MDB Insight Blog


Workforce Considerations as Part of Municipal Infrastructure

In this week’s #WednesdayswithMDBInsight post Paul Blais, EVP looks at infrastructure through a workforce development lens.

Municipalities face a daunting range of infrastructure challenges that are vital to competitiveness, sustainability, quality of life, and community satisfaction. Everything from fixing roads and bridges to investments supporting new technology demand ongoing updates, maintenance, and prudent planning. Forward-thinking communities are also blending workforce development into their infrastructure portfolios, giving careful consideration to the skills that will be needed to carry out those updates and how to attract and retain workers capable of maintaining increasingly complex systems.

The skills and attributes necessary for successfully servicing municipal infrastructure assets are a vital element in overall workforce development planning. Just think of traffic flow systems in the coming age of autonomous vehicles, or the impact of “smart” home technology on building codes and safety systems. As with the future of work in general, the future of work within municipalities will require attention to current and emerging skills gaps. Coupled with the important role of municipalities in economic development, these workforce development priorities become increasingly critical. The workforce of the future, from a municipal perspective, begins to look like nothing short of an infrastructure investment.

Digital skills, systems thinking, interaction with robots and computers, and adaptability for roles and tasks that don’t yet exist will be essential in the municipal workforce mix just as they will be on the broader horizon. From predictive analytics and maintenance to cybersecurity and digital architecture, communities will require a skilled and resilient workforce to keep pace with the evolving nature of 21st century jobs. Smaller communities, in particular, are already facing skills gaps that will only widen without attentive planning and progressive strategies. Competing with larger centres for the workers they need, some of these municipalities are already investing in overarching workforce development plans to serve as an anchor for more granular, specific strategies (e.g. newcomer attraction and settlement, youth engagement and retention).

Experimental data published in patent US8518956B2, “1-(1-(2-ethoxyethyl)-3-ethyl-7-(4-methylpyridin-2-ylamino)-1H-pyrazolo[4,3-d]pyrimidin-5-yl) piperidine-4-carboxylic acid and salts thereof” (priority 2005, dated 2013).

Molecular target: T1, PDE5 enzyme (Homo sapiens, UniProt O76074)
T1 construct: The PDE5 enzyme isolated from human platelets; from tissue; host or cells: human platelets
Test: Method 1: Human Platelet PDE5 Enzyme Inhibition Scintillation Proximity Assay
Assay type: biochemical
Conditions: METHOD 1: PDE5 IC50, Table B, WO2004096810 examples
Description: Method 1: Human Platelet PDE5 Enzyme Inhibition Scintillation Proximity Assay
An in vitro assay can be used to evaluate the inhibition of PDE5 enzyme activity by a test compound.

Increasingly, municipal partnerships with post-secondary institutions are at the forefront of efforts to address skills gaps through targeted programming, training curricula, apprenticeships, upskilling opportunities, and co-op placements. Private sector partners are also investing in these efforts, raising the stakes for municipalities seeking to benefit from their involvement through local workforce gains. Together with emerging interests in social procurement, these are relationships and investments of growing importance for municipal workforce development. In Hamilton, for example, the Mayor’s Blue Ribbon Task Force on Workforce Development was established in 2015 in response to “the interconnected and urgent issues of a serious shortage of skilled trades, and an aging workforce with limited succession plans” and was co-chaired by the Mayor and the President of Mohawk College. 

In the U.S., the Mayor of Dothan, Alabama has been touting workforce development and infrastructure as local priorities on the radio, and the Reno County Health Department in Kansas is busy implementing a workforce development plan. The National League of Cities has been part of vital conversations taking place across the country to focus discussions on finding solutions to local challenges, including workforce development in the context of infrastructure. They have pointed to examples like the San Francisco Public Utility Commission (SFPUC) where workforce investments are top of mind:

From a workforce perspective, the SFPUC is suffering in the same way as many of the other public water utilities across the country. With 40-60 percent of their workforce expected to retire by 2027, as well as the need to grow their workforce, the SFPUC is keenly aware of the need to invest in the workforce pipeline to ensure that residents are recruited and trained to fill these critical positions that support the basic fabric of the community.

Thinking about infrastructure through a workforce development lens has gained traction in the private sector too. LNG Canada’s Trades Training Fund, part of the company’s Construction Workforce Program, is but one example of corporate infrastructure investment aimed at the skills gap issue. Talent in Transition: Addressing the Skills Mismatch in Ontario (2017, Ontario Chamber of Commerce) featured experiential learning prominently in its consideration of workforce issues. Incubators, accelerators and innovation hubs are among the experiential learning options being given substantial attention by municipalities across Canada.

Paul 2018-2To learn more about Paul and the other members of our team, go to

Our Wednesdays with MDB Insight posts feature the thinkers and doers on our team sharing ideas and talking about what’s important to us as professionals. We have very diverse backgrounds and a range of interests to share with you. We hope you’re enjoying these posts and that you will join the conversation with us and let us know what’s on your mind mid-week.


City of Hamilton, The Mayor’s Blue Ribbon Task Force on Workforce Development – 2018 Progress Report (2018)

National League of Cities:


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